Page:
The Blu-ray presents the film in widescreen (1.85:1) in DTS 5.1 HD and the original 2.0 stereo. There was a second special edition done for the movie, and that disc is included here, and has the same supplements as the Blu-ray, which also includes the content from the first release and the additional supplements. There’s a commentary by Dan O’Bannon and production designer (and zombie-maker) William Stout, and a second cast and crew commentary featuring Stout once more, with cast members Calfa, Brian Peck, Quigley, Beverly Randolph, and Allan Trautman. Also included is an interview with O’Bannon and Stout (14 min.), a making of (20 min.) which gets comments from Clu Gulagher, James Karen and the commentators. Then there’s “The Decade of Darkness” (23 min.) on the MGM-owned horror movies of the era, with interviews with Stuart Gordon, Joe Dante, Elvira, John Landis, and Tony Timpone among others. Rounding out the set are two trailers, a zombie subtitle track, and an “in their words Zombie speak” subtitle track. Make way for comedy.

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The Amityville Horror remake is one of the worst films I’ve ever seen. The original film is long and boring, this is noisy and boring though about a half hour shorter. Ryan Reynolds and Melissa George star as the couple who buy a haunted house because it’s cheap. Then their kids (including Chloe Moretz) start getting weirded out and possessed. The film comes somewhat to life when Rachel Nichols shows up as the babysitter, if only because she’s a hottie, and then George talks to their priest, played by Phillip Baker Hall, who gets to reenact the most famous scene from the original.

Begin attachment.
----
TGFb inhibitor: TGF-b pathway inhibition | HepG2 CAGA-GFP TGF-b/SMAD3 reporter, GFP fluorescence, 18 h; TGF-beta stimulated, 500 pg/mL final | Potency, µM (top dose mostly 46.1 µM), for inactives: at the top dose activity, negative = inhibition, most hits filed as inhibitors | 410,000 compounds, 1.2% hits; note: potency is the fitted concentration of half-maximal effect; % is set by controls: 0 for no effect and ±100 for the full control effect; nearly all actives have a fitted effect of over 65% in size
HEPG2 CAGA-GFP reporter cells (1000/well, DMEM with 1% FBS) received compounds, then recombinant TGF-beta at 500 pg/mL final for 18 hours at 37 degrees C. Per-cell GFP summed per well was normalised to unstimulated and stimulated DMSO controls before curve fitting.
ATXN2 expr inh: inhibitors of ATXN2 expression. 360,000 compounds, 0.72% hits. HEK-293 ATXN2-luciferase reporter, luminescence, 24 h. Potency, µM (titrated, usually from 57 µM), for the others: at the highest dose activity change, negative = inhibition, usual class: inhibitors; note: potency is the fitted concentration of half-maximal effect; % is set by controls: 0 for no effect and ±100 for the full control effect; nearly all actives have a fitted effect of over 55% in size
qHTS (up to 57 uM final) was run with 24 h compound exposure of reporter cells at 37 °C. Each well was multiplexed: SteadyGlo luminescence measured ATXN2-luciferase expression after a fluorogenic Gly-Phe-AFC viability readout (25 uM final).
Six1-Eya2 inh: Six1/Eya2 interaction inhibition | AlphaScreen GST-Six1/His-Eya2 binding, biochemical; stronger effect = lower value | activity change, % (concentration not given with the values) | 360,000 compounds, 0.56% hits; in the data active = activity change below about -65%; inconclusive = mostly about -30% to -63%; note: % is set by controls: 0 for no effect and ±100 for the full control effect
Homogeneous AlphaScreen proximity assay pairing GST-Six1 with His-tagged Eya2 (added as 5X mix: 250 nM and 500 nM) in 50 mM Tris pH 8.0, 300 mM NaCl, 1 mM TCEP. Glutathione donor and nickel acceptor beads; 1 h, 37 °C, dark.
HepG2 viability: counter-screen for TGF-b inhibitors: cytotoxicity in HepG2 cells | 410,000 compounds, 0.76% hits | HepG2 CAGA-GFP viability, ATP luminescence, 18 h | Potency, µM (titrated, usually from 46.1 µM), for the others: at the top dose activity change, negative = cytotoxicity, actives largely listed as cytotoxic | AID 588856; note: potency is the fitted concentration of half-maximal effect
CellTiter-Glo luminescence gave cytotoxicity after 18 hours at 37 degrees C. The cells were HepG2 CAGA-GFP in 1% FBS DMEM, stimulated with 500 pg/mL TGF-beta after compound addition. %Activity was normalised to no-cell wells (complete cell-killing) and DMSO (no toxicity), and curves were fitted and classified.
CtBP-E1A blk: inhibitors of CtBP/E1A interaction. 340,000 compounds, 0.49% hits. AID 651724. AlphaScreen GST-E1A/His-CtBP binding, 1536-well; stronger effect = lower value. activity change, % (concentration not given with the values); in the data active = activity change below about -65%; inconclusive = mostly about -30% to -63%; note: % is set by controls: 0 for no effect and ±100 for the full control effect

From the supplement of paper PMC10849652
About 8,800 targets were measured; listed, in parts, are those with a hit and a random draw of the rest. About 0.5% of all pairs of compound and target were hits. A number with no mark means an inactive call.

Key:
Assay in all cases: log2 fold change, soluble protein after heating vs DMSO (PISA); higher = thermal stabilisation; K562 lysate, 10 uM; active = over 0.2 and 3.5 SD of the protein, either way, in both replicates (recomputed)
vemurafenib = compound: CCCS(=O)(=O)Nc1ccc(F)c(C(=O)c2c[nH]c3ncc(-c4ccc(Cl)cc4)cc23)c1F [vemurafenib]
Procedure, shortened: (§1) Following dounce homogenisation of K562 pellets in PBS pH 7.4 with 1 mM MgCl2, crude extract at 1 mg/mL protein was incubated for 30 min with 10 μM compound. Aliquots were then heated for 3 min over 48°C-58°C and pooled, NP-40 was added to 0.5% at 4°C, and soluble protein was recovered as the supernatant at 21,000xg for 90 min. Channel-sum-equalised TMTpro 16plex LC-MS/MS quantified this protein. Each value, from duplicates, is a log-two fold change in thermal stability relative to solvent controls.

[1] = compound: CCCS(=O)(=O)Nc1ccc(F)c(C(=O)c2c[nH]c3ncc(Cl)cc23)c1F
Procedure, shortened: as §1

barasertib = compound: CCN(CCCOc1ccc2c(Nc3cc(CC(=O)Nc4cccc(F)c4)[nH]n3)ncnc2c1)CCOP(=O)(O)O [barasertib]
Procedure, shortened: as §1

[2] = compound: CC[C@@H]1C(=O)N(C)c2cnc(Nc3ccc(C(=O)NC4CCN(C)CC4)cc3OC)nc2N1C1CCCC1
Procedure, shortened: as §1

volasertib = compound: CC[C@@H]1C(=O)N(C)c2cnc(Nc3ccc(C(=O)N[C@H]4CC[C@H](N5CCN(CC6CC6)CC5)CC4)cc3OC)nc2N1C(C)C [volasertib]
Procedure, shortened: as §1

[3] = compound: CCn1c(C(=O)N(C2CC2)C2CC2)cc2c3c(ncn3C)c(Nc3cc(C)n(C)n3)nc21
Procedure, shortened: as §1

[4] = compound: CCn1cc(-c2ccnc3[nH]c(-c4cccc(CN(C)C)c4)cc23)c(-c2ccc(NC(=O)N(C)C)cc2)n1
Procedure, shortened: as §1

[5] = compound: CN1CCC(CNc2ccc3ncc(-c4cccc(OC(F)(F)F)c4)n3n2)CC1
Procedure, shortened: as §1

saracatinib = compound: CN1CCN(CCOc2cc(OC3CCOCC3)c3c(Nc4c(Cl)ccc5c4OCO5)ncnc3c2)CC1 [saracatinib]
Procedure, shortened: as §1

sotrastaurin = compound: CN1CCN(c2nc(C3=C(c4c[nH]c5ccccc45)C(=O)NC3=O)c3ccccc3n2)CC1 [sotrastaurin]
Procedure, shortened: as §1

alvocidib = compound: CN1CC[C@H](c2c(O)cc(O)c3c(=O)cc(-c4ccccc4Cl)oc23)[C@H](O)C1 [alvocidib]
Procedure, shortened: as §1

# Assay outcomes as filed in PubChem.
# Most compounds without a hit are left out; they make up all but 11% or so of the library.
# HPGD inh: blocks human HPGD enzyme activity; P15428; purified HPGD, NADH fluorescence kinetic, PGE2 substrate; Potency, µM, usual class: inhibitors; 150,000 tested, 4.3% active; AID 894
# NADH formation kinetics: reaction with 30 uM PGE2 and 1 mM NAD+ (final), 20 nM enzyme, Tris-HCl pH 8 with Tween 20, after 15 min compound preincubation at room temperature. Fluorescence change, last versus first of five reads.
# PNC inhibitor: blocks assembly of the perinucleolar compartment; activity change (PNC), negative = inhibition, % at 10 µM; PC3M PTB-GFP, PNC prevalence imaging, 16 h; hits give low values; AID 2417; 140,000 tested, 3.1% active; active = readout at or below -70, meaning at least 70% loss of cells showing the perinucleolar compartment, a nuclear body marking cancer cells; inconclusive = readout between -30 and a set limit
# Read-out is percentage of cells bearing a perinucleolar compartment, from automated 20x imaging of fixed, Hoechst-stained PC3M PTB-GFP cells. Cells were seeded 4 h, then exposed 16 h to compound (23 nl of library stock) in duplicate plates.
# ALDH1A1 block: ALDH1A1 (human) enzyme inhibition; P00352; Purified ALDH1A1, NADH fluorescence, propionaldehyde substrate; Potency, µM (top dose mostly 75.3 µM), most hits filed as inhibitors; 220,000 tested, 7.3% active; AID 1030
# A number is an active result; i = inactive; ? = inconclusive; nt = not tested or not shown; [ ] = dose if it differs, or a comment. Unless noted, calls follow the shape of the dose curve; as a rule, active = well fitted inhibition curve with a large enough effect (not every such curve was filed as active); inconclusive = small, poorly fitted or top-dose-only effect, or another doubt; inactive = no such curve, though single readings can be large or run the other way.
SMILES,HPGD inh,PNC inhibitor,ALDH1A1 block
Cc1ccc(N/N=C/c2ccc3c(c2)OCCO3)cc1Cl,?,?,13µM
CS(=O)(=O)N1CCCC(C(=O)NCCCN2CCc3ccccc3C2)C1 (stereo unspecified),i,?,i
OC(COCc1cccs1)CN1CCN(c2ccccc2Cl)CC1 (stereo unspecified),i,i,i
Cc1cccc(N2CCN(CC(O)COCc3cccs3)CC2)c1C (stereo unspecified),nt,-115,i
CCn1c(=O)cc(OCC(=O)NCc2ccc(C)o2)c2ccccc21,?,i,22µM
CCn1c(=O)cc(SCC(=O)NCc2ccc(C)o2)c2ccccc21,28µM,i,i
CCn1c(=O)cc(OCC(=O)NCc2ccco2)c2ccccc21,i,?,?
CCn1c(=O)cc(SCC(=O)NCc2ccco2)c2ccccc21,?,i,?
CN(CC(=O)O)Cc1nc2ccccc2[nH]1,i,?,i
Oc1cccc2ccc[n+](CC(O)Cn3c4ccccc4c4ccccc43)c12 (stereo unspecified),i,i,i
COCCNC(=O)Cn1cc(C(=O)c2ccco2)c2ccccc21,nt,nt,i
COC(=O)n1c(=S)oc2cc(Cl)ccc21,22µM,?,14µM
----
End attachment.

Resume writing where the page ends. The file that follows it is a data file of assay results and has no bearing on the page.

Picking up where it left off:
The original film was based on a book that was based on a true story that was later debunked. The original film’s success had a lot to do with good house casting, because it was never a good movie to begin with. The remake then had room to show that it was going to be a haunted house story, but under the Platinum Dunes production label (the house of Michael Bay, Andrew Form and Brad Fuller) it becomes filled with loud cat scares. Because they’re hemmed in by the “true story” nature, not a lot happens, but it happens noisily. The tonal shifts in Reynolds’s performance are noticeable, and he appears to be in two different movies. They never cracked the narrative, and instead of the character unraveling slowly, the constantly migrate from acting with it to spooky to back to normal again as if they’re off their meds. But no one calls them on it, because the film has to hit an acceptable running time length. Garbage. The Blu-ray comes with the film in widescreen (2.35:1) and in DTS-HD 5.1. All the previous extras are relegated to the DVD copy included with, other than the film’s theatrical trailer. But if you love the movie, then the upgrade is worth it. Because obviously, a film like this should be preserved as loudly as possible.

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Following the pattern of older Fox catalog titles, The Order just replicates everything from the DVD, and doesn’t include a DVD copy. Just as well. Heath Ledger stars as Alex Bernier, a young priest who is conflicted about his future in the church when he’s asked to investigate a murder, which may have been casued by a “sin eater.” Old school restitution is on the way, as Alex is joined by his friend Father Thomas Garrett (Mark Addy), and he tries to make peace with the woman he loves, Mara Sinclair (Shannon Sossamon).

Written and directed by Brian Hegeland, this is almost all of the main people who worked on A Knight’s Tale, which was supposed to help launch Heath Ledger into superstardom. This was the follow up project, and it received less love as it was dumped theatrically by Fox. There are some good ideas here, and Hegeland is a clever writer, but the film never connects. There’s a weird sense that you can see what it’s trying to do, but it never comes to life. Curiously inert.

The Blu-ray comes in widescreen (1.85:1) and in DTS-HD 5.1 surround. The transfer is solid, but was likely done a couple years back for HD cable, so it doesn’t have the same vibrancy of more recent transfers. Extras include a commentary by Hegeland, eight deleted or extended takes (19 min.) with optional commentary from Hegeland, and the film’s theatrical trailer.